COVID-19 and Pregnancy – What Are the Risks?

Vaccination healthcare concept - Hands of doctor or nurse hold a syringe and ampule preparing a shot of corona virus covid-19 hpv or flu vaccine for unknown pregnant patient - copy space close up

While we have been living with the global pandemic for over a year, researchers continue to explore the effects, including the long term consequences, of COVID-19 and pregnancy.

Most recently, the Journal of the American Medical Association published a study entitled Maternal and Neonatal Morbidity and Mortality Among Pregnant Women With and Without COVID-19 Infection. This multinational study involved 2,130 women from 18 different countries and examines the risks of both maternal and neonatal outcomes when a mother contracts COVID-19, by comparing groups of woman infected with the virus, to those who did not contract the virus. The participants, including the neonates, were followed up until hospital discharge. The study took place from March 2020 to October 2020.

The study indicates that pregnant individuals who contract COVID-19 and exhibit symptoms, are more likely to require hospitalization, including ventilation. Pregnant individuals who contracted COVID-19 were also more likely to experience adverse outcomes such as preeclampsia, which is a severe and potentially life threatening pregnancy complication that impacts the internal organs. Studies report that adverse outcomes were more likely to occur in women with co-morbidities such as obesity, asthma or diabetes. The risk of maternal mortality was 1.6% or 22 times higher in the group of women with COVID-19. It is important to note that these deaths were mostly occurring in institutions located in less developed regions, implying that when high quality ICU services are not available, COVID-19 in pregnancy can be lethal.

There have been some reports that pregnant individuals with COVID-19 are at risk of pre term labour and still birth. While high fevers and severe respiratory infections can impact fetal wellbeing, there is limited research at this time on the precise effect of COVID-19 on a fetus. There has also been some suggestion that COVID-19 can be transferred to a fetus but this appears to be quite rare.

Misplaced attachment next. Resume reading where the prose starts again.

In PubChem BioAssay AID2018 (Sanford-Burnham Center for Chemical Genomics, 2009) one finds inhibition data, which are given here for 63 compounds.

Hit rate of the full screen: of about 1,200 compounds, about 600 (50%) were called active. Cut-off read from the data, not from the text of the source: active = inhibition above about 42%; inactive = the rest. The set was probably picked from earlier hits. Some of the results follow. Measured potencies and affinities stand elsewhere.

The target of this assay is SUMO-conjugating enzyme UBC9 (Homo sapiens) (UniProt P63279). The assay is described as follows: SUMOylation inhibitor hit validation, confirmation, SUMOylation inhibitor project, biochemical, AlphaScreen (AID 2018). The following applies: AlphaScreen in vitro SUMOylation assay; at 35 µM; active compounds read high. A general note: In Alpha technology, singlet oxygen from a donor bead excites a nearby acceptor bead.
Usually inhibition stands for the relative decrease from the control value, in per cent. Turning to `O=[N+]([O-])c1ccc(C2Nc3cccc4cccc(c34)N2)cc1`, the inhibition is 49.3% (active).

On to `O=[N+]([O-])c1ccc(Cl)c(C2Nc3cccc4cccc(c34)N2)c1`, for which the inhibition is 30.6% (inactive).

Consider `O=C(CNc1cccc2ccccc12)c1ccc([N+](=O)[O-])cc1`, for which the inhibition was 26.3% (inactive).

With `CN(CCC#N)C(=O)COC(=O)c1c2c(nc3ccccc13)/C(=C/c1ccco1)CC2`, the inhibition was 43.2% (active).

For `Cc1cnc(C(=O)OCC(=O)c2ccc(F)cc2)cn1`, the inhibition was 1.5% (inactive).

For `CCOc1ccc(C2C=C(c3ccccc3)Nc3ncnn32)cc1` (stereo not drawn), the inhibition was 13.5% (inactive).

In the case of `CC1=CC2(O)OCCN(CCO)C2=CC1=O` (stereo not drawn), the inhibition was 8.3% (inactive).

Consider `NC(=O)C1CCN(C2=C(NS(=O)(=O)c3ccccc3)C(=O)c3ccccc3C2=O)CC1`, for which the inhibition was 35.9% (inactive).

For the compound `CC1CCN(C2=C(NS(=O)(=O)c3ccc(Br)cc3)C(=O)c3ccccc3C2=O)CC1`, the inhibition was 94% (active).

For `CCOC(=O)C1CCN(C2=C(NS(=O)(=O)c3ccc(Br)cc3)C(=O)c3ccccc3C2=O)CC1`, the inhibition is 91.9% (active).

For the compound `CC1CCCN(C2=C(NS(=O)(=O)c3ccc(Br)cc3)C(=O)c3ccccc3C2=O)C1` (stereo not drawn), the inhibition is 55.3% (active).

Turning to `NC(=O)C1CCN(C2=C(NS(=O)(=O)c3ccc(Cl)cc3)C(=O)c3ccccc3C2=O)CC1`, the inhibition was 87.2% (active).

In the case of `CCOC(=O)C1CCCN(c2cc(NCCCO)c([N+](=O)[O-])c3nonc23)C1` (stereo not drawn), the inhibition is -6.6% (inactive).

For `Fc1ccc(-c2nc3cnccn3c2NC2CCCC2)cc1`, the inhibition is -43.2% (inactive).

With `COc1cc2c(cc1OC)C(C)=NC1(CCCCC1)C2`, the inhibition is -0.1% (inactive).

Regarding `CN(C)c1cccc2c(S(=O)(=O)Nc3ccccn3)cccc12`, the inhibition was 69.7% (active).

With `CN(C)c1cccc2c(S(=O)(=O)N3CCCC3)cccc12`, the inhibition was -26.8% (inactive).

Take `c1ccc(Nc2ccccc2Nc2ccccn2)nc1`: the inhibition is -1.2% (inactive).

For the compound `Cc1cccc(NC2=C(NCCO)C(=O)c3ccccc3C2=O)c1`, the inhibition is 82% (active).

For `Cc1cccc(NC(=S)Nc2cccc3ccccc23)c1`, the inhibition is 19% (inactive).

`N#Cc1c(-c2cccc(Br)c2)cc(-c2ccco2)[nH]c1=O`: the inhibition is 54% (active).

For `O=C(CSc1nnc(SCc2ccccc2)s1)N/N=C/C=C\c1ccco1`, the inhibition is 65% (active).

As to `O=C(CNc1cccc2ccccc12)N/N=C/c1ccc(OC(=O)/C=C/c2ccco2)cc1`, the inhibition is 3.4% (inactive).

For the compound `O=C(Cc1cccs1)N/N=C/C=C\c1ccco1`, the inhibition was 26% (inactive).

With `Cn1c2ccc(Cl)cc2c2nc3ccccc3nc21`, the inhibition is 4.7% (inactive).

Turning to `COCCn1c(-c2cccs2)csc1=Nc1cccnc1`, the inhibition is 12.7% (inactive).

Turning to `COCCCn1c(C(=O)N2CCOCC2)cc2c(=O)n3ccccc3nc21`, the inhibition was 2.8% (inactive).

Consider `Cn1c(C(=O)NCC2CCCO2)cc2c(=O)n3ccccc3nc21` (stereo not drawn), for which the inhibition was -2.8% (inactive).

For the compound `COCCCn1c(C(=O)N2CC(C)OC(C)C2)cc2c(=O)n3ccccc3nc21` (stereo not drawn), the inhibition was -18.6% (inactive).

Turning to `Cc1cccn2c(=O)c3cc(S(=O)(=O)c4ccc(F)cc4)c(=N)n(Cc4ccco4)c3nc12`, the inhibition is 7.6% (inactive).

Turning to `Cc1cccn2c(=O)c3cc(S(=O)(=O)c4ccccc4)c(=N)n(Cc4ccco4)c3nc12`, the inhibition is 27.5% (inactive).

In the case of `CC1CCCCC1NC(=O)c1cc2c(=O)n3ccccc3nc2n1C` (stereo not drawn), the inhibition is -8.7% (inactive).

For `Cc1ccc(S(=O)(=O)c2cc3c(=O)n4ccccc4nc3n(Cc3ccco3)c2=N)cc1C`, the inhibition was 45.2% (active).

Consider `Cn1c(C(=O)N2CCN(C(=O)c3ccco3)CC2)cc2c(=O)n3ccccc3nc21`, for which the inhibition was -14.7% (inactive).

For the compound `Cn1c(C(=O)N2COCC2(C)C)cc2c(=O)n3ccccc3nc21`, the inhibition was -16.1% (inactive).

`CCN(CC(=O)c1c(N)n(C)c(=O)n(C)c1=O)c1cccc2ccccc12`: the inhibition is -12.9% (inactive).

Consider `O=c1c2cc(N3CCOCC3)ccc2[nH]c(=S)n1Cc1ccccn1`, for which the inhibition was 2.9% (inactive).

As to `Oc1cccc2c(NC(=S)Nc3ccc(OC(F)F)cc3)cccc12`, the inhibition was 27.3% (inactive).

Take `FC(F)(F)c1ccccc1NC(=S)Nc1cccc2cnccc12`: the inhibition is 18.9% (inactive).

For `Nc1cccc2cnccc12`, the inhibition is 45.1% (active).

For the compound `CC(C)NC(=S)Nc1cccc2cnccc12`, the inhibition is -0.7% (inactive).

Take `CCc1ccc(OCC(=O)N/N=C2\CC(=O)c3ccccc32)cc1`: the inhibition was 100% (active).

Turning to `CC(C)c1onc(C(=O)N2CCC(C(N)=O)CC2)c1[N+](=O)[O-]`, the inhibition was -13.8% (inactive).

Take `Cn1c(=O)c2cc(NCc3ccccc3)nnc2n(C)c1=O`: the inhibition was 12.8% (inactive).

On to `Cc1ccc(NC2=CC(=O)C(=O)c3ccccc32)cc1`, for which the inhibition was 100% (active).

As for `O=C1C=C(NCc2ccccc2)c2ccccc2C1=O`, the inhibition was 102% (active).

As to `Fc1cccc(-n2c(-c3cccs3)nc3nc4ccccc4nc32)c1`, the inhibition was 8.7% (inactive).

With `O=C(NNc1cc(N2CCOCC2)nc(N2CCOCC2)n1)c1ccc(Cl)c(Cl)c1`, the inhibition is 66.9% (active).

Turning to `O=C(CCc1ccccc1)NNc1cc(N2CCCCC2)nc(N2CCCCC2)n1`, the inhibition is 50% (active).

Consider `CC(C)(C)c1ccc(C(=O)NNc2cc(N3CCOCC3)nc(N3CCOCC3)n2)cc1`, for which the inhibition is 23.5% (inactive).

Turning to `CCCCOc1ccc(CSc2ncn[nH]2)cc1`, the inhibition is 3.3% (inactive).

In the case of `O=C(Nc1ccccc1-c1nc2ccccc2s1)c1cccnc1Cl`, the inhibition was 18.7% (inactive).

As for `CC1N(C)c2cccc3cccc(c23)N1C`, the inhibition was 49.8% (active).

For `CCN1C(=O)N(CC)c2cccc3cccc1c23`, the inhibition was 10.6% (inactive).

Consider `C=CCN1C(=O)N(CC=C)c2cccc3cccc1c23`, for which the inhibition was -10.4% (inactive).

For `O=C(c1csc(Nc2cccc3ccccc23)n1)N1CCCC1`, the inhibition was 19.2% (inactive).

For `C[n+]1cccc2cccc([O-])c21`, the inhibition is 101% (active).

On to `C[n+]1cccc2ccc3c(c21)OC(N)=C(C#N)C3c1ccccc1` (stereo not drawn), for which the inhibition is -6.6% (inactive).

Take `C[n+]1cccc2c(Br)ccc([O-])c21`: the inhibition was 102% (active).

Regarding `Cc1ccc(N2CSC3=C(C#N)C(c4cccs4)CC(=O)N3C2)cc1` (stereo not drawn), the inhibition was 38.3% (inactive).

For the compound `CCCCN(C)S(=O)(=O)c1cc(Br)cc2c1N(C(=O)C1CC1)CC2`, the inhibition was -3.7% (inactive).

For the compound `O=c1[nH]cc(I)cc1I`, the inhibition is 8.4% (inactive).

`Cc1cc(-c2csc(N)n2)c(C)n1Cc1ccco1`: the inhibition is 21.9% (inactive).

In Ontario, pregnant individuals were recently included as a priority group to receive vaccinations. This decision followed a call to action from the Society of Obstetricians and Gynaecologists of Canada to the Federal Government after reports of increasing numbers of pregnant individuals being admitted to Canadian ICUs.

Reports have indicated that vaccinations are both effective and safe when administered to pregnant individuals. The Society of Obstetricians and Gynaecologists of Canada (SOGC) released a consensus statement regarding COVID-19 vaccination in pregnancy. In summary, the statement recommends the following:

  1. Pregnant individuals should be offered vaccination at any time during pregnancy or while breastfeeding if no contraindications exist.
  2. The SOGC supports the use of all available COVID-19 vaccines approved in Canada in any trimester of pregnancy and during breastfeeding in accordance with regional eligibility.
  3. The decision to be vaccinated is based on the individual’s personal values, as well as an understanding that the risk of infection and/or morbidity from COVID-19 outweighs the theorized and undescribed risk of being vaccinated during pregnancy or while breastfeeding. Individuals should not be precluded from vaccination based on pregnancy status or breastfeeding.
  4. Given that pregnant people are at increased risk of morbidity from COVID-19 infection, all pregnant persons should be eligible to receive a COVID-19 vaccination.

Safety Protocols to Consider

If you believe you have become infected with COVID-19, you should contact your health care provider as soon as possible. It is recommended that you get tested for the virus and discuss treatment options with your health care provider which may include the use of medication for relief of symptoms such as fever and cough.

At Howie, Sacks & Henry, we have extensive experience helping clients to understand and navigate the complex medical malpractice and birth injury claims process. If you have concerns about the obstetrical care you or a loved one have received, if you believe your infant suffered harm during the birth process, we want to help — please contact Samantha Shatz at 647-796-0086 or

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